Where to eat: For a treat any time of the day — it’s open 24 hours—go to Café Pushkin, an experience in itself. Be sure to try the blinis (Russian pancakes) and pelmenis (dumplings), all washed down with kvas (aka ‘Russian cola’), a fizzy soft drink made by fermenting Russian black bread.
Day 1: The Red Centre
Head there early, before the coaches arrive, to check out the double-arched Resurrection Gate, which was rebuilt in the ’90s after Stalin ordered the 17th-century original destroyed to allow tanks inside this old market square.
If Russian leaders are your thing, spare some time to see Lenin’s Mausoleum, a black-and-red pyramidal structure where the Communist poster boy lies in state. Head next to The Kremlin having pre-booked tickets earlier. Explore the cathedral square complex behind the 2km-long red walls, where guilded interiors rival the gold turrets seen externally.
For a temporary reprieve from church and state, pay a visit to GUM, the Russian Revival-style shopping centre. With its ornate columns and wrought-iron rails, it sits on the site of the square’s old market stalls and is worth visiting for its ice-cream alone.
Leave bourgeois treats behind for a trip to iconic St Basil’s Cathedral, the brightly coloured, onion-domed building completed in 1560. Finish with a stroll in Alexander Gardens.
Day 2: Take Me to the River
Slicing through the heart of the city is the Moscow River, and there’s no better way to get a proper sense of the capital’s sprawling centre than from the water Setting sail between May and September, Capital Shipping Co runs sightseeing river cruises from the docks near Kiyevsky station and Novospassky bridge, offering short trips that last a couple of hours, as well as longer versions and even hop-on, hop-off tours.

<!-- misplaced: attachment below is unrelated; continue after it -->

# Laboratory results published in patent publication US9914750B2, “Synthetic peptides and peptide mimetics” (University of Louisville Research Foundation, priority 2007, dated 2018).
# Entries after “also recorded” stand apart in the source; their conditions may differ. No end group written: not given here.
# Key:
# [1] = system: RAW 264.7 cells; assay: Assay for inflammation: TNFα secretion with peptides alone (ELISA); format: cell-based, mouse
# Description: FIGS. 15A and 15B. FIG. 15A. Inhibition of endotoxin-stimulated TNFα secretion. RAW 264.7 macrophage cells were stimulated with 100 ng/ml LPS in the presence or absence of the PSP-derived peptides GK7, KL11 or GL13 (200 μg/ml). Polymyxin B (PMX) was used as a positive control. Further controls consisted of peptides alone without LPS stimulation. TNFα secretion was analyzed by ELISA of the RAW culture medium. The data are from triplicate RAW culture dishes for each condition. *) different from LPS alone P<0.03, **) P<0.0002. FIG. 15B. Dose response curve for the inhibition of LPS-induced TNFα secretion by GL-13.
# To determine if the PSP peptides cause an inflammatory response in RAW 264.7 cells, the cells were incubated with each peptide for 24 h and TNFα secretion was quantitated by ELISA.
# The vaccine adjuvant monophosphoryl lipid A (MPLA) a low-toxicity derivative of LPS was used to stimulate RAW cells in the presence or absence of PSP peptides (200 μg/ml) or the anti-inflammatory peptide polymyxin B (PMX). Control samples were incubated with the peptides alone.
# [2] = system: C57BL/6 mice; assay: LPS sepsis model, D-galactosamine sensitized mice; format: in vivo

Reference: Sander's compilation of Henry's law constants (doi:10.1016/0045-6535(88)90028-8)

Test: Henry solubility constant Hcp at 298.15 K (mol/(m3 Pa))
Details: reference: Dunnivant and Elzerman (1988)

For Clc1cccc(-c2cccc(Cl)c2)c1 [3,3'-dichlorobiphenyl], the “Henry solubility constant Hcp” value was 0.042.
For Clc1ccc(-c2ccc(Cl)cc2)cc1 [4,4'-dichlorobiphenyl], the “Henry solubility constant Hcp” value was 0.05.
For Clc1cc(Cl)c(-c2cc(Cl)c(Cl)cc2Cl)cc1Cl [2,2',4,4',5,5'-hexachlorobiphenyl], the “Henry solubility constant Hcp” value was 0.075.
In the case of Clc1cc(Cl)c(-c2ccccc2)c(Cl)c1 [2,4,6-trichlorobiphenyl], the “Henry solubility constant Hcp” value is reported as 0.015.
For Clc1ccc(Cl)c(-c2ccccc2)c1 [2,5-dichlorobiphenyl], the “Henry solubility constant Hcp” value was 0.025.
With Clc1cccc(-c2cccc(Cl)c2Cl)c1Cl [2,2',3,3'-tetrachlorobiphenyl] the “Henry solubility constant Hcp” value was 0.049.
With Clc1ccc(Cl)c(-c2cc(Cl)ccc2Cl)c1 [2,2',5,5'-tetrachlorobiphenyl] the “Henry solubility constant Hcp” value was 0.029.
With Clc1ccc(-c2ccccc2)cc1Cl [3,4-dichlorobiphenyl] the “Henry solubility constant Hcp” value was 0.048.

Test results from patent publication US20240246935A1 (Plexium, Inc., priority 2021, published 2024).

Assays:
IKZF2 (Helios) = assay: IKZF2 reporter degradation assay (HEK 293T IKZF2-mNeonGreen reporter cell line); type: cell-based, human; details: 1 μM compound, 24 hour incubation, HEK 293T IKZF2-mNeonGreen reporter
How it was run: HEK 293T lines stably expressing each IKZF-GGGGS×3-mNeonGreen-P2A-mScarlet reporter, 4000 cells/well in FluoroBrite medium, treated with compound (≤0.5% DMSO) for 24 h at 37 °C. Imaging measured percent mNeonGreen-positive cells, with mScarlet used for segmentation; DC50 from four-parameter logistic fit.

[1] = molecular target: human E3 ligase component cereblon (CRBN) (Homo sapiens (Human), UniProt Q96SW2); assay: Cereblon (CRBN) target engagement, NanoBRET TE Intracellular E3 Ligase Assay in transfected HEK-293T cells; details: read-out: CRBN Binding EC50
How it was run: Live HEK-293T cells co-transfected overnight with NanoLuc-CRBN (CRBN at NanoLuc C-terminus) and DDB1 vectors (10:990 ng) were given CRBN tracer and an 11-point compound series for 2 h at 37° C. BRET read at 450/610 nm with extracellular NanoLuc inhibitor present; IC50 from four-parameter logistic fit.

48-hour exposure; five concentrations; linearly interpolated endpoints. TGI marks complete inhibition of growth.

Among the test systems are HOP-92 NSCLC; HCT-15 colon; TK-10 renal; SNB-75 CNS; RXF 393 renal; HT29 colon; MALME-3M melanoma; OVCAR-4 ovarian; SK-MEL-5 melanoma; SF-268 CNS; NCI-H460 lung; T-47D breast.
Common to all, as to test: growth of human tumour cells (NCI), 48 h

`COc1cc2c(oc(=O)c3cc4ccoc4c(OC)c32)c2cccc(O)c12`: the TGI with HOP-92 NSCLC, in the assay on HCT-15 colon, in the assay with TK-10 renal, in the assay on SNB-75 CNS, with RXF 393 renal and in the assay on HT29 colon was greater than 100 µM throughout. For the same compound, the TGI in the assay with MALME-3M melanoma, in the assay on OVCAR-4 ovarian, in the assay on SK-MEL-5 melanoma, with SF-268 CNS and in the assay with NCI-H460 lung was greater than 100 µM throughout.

Along the way, you can see (and get out and explore) Sparrow Hills, home to the imposing State University building; the Moscow lnternational Business Center, with its cluster of skyscrapers; the lush Gorky Park, complete with Russia’s own take on Disneyland; the towering Peter Pan-esque statue of Peter the Great; and the Cathedral of Christ the Saviour, with the latter being well worth a look inside.
Spend the afternoon back on land exploring the area around Pushkin Square. Art lovers should make for the Pushkin State Museum of Fine Arts, while others curious about Moscow’s Soviet past should try the Museum of Contemporary History. End with some good Russian fare at Pushkin Café.
Day 3: Going Underground
Envisioned by Stalin as `palaces for the people`, the 300km network of Metro lines is a sight to behold. Grab yourself a day ticket and explore. Top stops include Revolution Square Station (with no less than 72 bronze statues), Novoslobodskaya (for its stained glass), Kurskaya (mosaics), Komsomolskaya (chandeliers) and the white-walled Mayakovskaya.
Get off at Partizanskaya station to enjoy bargain hunting Russian-style at Izmaylovo Market, a place stocked to the gills with old war trinkets, Sovietspoils and whole colonies of nesting dolls — including some decorated as Vladimir Putin.
For quiet, head back towards the centre for Novodevichy Cemetery, resting place of Russia’s first post-Communism president Boris Yeltsin. The sheer range of headstones makes it feel like a sculpture garden. Nearby, check out the161h-century Novodevichy Convent— allegedly saved from destruction in 1812 when resident nuns snuffed out the bomb fuses laid by Napoleon’s troops.
En route to the airport, make a final stop at the plush Yeliseev’s Food Hall (ten mins’ walk from Tverskaya Street) to buy as much caviar, kvas and black bread as your l luggage (and customs) allow. Nostrovia!